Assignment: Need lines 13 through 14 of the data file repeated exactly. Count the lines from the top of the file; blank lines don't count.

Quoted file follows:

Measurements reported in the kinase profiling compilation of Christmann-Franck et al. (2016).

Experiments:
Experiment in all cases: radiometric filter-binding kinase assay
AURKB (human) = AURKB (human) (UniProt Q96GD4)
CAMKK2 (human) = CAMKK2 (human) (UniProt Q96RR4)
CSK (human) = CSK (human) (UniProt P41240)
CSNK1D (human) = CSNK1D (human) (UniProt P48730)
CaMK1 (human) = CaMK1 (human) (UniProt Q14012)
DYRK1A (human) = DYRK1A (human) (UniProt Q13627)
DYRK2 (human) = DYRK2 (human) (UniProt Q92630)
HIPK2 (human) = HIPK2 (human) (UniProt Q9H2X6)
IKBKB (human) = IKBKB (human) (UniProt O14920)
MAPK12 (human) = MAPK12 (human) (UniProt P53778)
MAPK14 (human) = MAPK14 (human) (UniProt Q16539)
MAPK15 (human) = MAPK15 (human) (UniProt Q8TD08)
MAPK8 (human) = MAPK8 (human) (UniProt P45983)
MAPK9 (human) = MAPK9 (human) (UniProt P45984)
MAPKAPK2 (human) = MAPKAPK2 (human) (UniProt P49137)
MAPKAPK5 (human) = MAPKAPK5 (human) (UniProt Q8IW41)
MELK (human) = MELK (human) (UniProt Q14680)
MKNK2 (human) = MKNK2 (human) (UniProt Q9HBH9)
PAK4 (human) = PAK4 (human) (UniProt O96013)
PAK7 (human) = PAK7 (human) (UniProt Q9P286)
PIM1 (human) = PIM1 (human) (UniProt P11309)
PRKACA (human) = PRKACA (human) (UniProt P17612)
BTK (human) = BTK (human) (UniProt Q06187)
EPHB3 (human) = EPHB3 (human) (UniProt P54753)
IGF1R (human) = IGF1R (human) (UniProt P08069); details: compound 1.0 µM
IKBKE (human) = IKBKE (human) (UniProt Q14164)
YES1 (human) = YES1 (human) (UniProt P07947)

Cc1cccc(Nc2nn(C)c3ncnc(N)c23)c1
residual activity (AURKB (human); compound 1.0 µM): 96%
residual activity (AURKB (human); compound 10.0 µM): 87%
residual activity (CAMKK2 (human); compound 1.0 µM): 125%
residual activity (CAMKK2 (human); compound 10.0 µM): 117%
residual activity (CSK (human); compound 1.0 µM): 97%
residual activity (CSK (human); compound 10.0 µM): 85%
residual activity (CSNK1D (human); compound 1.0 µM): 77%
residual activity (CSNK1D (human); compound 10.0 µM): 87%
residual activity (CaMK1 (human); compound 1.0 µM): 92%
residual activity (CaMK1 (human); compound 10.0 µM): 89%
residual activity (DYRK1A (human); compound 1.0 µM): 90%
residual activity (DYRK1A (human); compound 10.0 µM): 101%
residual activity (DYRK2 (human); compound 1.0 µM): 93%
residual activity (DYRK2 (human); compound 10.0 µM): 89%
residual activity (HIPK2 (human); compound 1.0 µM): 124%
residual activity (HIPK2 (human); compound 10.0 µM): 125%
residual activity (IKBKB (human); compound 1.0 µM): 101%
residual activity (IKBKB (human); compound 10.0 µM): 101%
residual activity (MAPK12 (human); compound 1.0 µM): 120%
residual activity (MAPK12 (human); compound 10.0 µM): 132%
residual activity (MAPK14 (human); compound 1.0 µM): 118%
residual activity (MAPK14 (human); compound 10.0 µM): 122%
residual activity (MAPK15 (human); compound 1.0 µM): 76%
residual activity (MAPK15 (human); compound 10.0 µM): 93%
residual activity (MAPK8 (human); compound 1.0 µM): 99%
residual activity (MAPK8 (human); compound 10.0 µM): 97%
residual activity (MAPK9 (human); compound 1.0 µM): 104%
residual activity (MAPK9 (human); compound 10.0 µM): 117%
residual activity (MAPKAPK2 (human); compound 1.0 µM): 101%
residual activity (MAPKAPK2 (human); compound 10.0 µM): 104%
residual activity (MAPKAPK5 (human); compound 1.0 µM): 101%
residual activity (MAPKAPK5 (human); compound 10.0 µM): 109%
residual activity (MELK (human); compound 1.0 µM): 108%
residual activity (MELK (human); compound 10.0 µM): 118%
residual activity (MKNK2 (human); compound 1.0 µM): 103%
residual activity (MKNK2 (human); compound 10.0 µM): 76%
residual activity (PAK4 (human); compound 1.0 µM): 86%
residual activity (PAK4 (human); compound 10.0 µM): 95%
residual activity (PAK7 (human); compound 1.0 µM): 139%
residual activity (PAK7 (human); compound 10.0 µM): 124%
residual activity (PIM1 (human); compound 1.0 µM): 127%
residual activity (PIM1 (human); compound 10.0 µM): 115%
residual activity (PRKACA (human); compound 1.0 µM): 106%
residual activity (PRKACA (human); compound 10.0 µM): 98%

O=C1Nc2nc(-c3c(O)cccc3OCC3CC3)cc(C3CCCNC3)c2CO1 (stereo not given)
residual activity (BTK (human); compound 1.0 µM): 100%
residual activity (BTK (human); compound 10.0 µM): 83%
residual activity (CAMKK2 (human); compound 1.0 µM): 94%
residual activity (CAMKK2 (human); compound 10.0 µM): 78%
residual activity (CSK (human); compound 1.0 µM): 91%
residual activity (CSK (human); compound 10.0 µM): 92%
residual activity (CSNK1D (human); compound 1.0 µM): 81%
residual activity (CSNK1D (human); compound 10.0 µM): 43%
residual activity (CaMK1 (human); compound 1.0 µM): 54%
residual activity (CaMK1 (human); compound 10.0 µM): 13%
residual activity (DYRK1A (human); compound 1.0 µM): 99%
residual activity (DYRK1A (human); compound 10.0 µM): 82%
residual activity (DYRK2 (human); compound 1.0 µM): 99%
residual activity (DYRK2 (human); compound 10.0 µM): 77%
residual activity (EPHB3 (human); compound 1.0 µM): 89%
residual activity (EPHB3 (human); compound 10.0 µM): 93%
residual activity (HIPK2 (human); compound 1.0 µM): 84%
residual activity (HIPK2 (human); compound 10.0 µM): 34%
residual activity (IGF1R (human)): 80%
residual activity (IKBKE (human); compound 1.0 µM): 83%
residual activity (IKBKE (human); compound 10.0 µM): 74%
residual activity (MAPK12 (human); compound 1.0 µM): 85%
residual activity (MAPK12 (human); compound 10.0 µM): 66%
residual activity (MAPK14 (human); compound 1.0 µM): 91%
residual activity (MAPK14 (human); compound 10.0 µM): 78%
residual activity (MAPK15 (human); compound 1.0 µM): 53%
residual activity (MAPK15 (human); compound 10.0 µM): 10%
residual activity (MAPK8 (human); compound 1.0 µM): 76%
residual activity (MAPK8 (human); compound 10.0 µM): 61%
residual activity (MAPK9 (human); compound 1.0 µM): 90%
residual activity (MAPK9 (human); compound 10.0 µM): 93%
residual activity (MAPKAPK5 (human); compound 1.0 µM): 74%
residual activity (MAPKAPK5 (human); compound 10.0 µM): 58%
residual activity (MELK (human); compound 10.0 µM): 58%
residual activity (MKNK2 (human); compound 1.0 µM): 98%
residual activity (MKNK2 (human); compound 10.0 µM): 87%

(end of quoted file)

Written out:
MAPK12 (human) = MAPK12 (human) (UniProt P53778)
MAPK14 (human) = MAPK14 (human) (UniProt Q16539)